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Not two-wheeler, India's oil sector needs petrol-guzzling cars to outdo China. In Picture: Motorcyclists crowd a fuel station to fill up on petrol in the western Indian city of Ahmedabad May 23, 2012.Reuters file

Increasing sales of petrol-driven two-wheelers may not help India's oil industry to be the pillar of growth. India's growth story requires more fuel-guzzling cars, like in China, for oil market to surge ahead of that country.

India's petrol consumption grew 12.6 percent in the first six months of 2016, double than China. Yet on a daily basis, China's 2.8 million barrels per day of petrol consumption a day was way ahead of India's 5,44,000 bpd, said a Reuters report.

On Tuesday, petroleum ministry data noted that the growth in India's petrol consumption was basically driven by strong yearly growth of 6.3 percent and 9.7 percent of passenger vehicle and two-wheeler segment, respectively.

In terms of numbers, India's two-wheeler companies sold 16.5 million units in 2015-16 as against China's 24.6 million in 2015. India, the world's second largest moped market, will soon catch up with the world's first — China. However, fuel consumed by bikes and scooters may not provide enough thrust for the oil industry, noted Reuters.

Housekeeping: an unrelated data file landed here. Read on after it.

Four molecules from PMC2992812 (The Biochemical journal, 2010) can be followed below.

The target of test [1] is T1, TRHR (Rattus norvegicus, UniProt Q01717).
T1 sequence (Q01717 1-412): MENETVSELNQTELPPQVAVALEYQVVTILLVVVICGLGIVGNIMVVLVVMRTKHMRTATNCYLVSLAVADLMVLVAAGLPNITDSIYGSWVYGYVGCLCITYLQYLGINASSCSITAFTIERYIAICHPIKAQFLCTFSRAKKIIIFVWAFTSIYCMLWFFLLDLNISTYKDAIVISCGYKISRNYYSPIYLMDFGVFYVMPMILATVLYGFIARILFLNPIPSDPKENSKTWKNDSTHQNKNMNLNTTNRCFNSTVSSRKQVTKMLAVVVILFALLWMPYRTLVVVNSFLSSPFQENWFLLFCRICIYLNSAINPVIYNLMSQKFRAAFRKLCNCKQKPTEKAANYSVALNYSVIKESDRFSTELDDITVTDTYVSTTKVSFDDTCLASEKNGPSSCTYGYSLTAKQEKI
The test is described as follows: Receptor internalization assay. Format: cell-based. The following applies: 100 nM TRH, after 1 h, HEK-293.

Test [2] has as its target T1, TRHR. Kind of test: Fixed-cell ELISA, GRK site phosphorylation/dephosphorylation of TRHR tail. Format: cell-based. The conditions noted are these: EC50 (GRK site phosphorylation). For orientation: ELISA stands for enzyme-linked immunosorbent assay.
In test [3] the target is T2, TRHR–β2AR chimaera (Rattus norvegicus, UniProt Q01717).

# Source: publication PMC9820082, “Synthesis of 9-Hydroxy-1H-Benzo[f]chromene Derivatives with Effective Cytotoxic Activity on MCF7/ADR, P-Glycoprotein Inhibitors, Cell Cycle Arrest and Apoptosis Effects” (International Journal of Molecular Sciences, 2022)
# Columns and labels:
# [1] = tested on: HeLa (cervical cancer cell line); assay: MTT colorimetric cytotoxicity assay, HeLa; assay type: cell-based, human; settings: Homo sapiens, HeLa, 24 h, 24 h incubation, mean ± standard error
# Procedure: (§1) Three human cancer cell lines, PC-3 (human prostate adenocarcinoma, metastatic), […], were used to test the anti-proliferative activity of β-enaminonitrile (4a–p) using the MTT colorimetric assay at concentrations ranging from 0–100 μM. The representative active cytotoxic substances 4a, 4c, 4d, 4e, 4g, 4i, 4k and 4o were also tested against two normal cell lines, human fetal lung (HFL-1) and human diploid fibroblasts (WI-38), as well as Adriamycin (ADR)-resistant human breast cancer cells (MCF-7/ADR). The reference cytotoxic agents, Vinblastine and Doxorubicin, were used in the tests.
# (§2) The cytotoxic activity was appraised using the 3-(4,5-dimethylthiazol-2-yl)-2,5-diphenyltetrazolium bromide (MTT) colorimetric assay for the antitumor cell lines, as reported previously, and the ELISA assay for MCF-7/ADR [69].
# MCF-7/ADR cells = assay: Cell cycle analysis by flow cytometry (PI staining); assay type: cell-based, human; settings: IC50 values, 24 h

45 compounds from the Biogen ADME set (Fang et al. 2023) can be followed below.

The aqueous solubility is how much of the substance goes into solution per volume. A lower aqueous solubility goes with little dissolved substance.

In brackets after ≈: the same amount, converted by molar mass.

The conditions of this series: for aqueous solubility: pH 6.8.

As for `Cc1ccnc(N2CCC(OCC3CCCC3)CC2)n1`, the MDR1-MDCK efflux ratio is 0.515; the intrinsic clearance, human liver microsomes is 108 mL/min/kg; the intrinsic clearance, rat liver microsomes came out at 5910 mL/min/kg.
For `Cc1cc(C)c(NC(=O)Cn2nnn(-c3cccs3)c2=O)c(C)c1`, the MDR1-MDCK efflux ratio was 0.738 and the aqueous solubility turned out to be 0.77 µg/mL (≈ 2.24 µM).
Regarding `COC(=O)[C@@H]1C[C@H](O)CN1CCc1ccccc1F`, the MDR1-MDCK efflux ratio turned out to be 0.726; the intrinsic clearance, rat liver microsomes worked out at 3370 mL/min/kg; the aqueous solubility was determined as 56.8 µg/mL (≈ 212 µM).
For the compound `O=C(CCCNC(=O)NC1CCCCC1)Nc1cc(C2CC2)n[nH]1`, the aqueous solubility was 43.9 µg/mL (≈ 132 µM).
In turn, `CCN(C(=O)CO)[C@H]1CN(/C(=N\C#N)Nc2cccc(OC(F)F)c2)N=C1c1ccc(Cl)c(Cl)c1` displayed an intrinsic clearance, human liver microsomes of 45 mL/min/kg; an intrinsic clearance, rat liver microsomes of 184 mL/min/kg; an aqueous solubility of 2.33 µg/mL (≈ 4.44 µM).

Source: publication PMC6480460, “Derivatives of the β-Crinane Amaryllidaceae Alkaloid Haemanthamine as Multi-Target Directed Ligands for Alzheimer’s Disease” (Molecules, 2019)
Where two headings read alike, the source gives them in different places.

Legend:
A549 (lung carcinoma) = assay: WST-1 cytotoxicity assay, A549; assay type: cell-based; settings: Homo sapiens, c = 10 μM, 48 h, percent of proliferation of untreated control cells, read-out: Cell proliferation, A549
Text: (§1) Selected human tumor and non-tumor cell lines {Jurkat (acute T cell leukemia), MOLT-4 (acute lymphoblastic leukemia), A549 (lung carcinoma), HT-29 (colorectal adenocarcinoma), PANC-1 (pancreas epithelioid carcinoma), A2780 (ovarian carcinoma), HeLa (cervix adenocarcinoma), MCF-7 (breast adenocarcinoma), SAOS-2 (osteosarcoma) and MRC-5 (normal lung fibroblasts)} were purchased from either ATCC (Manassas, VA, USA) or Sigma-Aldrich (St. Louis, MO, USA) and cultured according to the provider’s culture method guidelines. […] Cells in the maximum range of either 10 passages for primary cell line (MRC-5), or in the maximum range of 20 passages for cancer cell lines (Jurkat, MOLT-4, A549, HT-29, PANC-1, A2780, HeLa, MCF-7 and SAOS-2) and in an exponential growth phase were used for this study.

Indians prefers scooters over cars, given their relatively low price, easy commute through traffic and ill-maintained roads. However, the crucial factor remains its fuel efficiency. With newer models of scooters getting efficient, providing more mileage, they offer twice as much more mileage than a new car.

Newer motorbikes offer 100 km of ride with just 2.6 litres of petrol, while older ones for 5.6 litres. Since they are better as compared to a car's mileage, they have contributed to lower car sales in India. Since 2010, car sales have lurked below 3 million units a year, while during the same time monthly sales has remained at about 2,15,000 units. 

India's economic growth, alongside pushing income level of young Indians by 8 to 9 percent over five years, is also throwing up financing options that are increasingly attractive for the two-wheeler buyer. With India's average salary at around $ 2,400 (Rs. 1.60 lakh) a year, and a small two-wheeler priced between Rs. 25,000 and Rs. 50,000 ($350 to $750), the country's preference for the moped market remains obvious.

In comparison, average annual salary in China is around $9,000 (Rs. 6.01 lakh), and entry-level cars are priced at $12,000 (Rs. 8 lakh) upwards.

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